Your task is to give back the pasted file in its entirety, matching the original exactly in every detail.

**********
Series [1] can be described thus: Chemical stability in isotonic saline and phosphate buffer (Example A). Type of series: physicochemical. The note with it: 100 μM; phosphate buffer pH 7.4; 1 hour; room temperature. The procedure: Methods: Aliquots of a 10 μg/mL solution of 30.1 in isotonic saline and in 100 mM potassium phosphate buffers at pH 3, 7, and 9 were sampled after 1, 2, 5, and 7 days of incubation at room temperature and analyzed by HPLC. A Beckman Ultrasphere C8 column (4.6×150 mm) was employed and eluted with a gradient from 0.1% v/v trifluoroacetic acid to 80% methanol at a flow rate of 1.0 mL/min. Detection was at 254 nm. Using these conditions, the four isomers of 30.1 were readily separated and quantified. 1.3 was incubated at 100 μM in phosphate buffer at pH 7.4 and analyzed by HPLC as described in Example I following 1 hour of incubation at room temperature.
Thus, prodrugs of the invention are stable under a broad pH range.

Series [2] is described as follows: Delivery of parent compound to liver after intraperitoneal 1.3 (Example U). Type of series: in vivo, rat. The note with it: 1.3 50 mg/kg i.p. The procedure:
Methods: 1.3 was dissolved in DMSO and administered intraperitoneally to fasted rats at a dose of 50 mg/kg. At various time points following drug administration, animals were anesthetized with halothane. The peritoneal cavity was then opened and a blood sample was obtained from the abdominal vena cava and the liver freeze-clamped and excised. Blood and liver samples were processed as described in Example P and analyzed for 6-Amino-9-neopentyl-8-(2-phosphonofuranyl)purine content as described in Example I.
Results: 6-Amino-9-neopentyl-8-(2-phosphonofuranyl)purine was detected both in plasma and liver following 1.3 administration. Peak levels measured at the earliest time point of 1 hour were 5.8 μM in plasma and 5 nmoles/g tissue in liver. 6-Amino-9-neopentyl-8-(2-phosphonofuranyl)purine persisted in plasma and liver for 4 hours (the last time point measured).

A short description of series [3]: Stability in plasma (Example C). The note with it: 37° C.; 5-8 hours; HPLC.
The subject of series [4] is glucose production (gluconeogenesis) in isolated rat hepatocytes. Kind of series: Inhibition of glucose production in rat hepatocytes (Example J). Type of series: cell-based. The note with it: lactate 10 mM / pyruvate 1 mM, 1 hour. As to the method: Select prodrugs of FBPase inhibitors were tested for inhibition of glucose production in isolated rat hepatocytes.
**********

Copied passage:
Series [1] can be described thus: Chemical stability in isotonic saline and phosphate buffer (Example A). Type of series: physicochemical. The note with it: 100 μM; phosphate buffer pH 7.4; 1 hour; room temperature. The procedure: Methods: Aliquots of a 10 μg/mL solution of 30.1 in isotonic saline and in 100 mM potassium phosphate buffers at pH 3, 7, and 9 were sampled after 1, 2, 5, and 7 days of incubation at room temperature and analyzed by HPLC. A Beckman Ultrasphere C8 column (4.6×150 mm) was employed and eluted with a gradient from 0.1% v/v trifluoroacetic acid to 80% methanol at a flow rate of 1.0 mL/min. Detection was at 254 nm. Using these conditions, the four isomers of 30.1 were readily separated and quantified. 1.3 was incubated at 100 μM in phosphate buffer at pH 7.4 and analyzed by HPLC as described in Example I following 1 hour of incubation at room temperature.
Thus, prodrugs of the invention are stable under a broad pH range.

Series [2] is described as follows: Delivery of parent compound to liver after intraperitoneal 1.3 (Example U). Type of series: in vivo, rat. The note with it: 1.3 50 mg/kg i.p. The procedure:
Methods: 1.3 was dissolved in DMSO and administered intraperitoneally to fasted rats at a dose of 50 mg/kg. At various time points following drug administration, animals were anesthetized with halothane. The peritoneal cavity was then opened and a blood sample was obtained from the abdominal vena cava and the liver freeze-clamped and excised. Blood and liver samples were processed as described in Example P and analyzed for 6-Amino-9-neopentyl-8-(2-phosphonofuranyl)purine content as described in Example I.
Results: 6-Amino-9-neopentyl-8-(2-phosphonofuranyl)purine was detected both in plasma and liver following 1.3 administration. Peak levels measured at the earliest time point of 1 hour were 5.8 μM in plasma and 5 nmoles/g tissue in liver. 6-Amino-9-neopentyl-8-(2-phosphonofuranyl)purine persisted in plasma and liver for 4 hours (the last time point measured).

A short description of series [3]: Stability in plasma (Example C). The note with it: 37° C.; 5-8 hours; HPLC.
The subject of series [4] is glucose production (gluconeogenesis) in isolated rat hepatocytes. Kind of series: Inhibition of glucose production in rat hepatocytes (Example J). Type of series: cell-based. The note with it: lactate 10 mM / pyruvate 1 mM, 1 hour. As to the method: Select prodrugs of FBPase inhibitors were tested for inhibition of glucose production in isolated rat hepatocytes.